Shijian-9′s design of the twin-satellite is partly because of sharing testing missions. On the other hand, two satellites will work together to verify the key technologies in-orbit formation flight. In simple terms, in-orbit formation flight is that two satellites in space transferred to the other location information and then follow the strict geometric relationships flight. This technology will be mainly used in three-dimensional earth observation areas to improve remote-sensing observation precision, providing surface elevation information of the target at the same time. This technology has a very wide range of military and civilian space-based remote sensing applications.

    In China’s previous geosynchronous orbit satellites, more than half weight of satellite accounts for the the propellant for north-south pole position maintaining. It severely restricted the satellite payload and life. This time Shijian-9 will carry the experimental verification of the electric propulsion system to reduced to one-tenth of the original propellant weight, which can significantly improve the performance of the satellite. Now, China has multiple geosynchronous satellites in demonstration development to use the electric propulsion system, which is the urgent need of technical validation results of Shijian-9 project.

    In addition, on some of the key components of China’s satellite still depend on importation. Shijian-9 A/B satellite mission will verify a number of much-needed domestic components in orbit performance, to accelerate domestic supply chain construction.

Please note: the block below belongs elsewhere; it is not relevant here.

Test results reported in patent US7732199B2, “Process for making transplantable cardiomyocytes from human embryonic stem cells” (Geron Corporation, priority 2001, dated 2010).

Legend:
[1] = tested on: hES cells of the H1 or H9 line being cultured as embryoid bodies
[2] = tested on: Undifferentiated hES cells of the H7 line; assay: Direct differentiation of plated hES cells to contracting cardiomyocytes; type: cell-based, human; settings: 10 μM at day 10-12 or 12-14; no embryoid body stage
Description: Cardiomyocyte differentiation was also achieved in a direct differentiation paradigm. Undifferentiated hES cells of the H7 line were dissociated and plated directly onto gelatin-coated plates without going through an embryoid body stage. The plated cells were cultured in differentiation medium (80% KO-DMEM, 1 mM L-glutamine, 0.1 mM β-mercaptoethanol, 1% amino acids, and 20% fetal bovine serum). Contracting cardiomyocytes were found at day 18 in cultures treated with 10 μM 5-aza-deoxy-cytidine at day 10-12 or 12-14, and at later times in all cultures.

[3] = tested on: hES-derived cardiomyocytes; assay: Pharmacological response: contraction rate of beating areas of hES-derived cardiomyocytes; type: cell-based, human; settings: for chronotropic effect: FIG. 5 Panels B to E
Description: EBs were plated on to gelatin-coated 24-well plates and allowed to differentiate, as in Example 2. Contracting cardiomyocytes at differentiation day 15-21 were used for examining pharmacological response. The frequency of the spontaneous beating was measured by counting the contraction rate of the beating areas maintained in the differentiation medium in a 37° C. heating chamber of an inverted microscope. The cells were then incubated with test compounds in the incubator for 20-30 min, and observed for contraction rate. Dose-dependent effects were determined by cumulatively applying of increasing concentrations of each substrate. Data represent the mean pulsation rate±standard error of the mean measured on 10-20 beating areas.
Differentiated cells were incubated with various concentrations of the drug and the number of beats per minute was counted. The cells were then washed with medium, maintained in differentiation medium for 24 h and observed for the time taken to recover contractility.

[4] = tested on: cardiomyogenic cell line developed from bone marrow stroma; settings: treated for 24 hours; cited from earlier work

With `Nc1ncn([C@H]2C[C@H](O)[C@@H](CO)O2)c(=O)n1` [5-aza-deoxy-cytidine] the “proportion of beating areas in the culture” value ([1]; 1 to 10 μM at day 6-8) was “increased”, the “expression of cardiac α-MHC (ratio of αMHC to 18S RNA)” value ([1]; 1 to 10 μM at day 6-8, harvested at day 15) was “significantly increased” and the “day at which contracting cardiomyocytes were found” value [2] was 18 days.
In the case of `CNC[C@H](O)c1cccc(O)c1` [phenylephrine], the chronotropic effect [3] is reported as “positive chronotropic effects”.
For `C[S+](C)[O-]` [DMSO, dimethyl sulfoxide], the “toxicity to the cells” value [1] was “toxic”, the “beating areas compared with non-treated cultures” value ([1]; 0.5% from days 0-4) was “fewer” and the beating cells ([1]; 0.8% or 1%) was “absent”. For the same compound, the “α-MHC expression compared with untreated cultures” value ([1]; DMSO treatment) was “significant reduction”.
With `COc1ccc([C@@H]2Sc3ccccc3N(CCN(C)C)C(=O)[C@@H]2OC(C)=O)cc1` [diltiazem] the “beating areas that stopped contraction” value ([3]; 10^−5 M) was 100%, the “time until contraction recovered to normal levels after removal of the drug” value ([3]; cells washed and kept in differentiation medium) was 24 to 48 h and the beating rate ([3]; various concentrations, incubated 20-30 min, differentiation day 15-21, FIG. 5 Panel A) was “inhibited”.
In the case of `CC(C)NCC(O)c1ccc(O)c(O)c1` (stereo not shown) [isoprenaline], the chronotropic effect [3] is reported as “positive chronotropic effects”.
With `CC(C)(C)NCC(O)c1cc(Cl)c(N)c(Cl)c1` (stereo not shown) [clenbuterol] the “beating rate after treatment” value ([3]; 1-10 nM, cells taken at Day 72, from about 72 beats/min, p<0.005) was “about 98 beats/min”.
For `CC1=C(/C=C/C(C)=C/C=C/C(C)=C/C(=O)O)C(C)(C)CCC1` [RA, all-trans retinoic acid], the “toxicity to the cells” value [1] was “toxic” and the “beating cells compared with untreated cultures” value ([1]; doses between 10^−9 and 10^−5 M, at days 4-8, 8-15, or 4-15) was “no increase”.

For example, Shijian-9B satellite’s core control computer is “SoC2008″ chip, independently developed by No. 502 Institute of under China Academy of Space Technology(CAST), has completely independent intellectual property rights. This indicates that China has made a breakthrough and master the SoC system level design, anti-radiation enhance design, fault-tolerant design, highly reliable real-time operating system design and other key technologies to occupy leading position in the world.

    A system on a chip or system on chip (SoC or SOC) is an integrated circuit (IC) that integrates all components of a computer or other electronic system into a single chip. It may contain digital, analog, mixed-signal, and often radio-frequency functions—all on a single chip substrate. A typical application is in the area of embedded systems. SoC technology is the inevitable outcome of the development of microelectronic technology to an advanced stage.

    With SoC technology, Chinese aerospace platform is no longer in a situation of continued requirement on foreign chips, but to base on domestic design, production and technological level, and to determine the more reasonable aerospace electronics technology, system architecture, and performance specifications, and make the progressive realization of the high-end chip production’s localization. SoC technology is the key strategic technology to realize core components independence.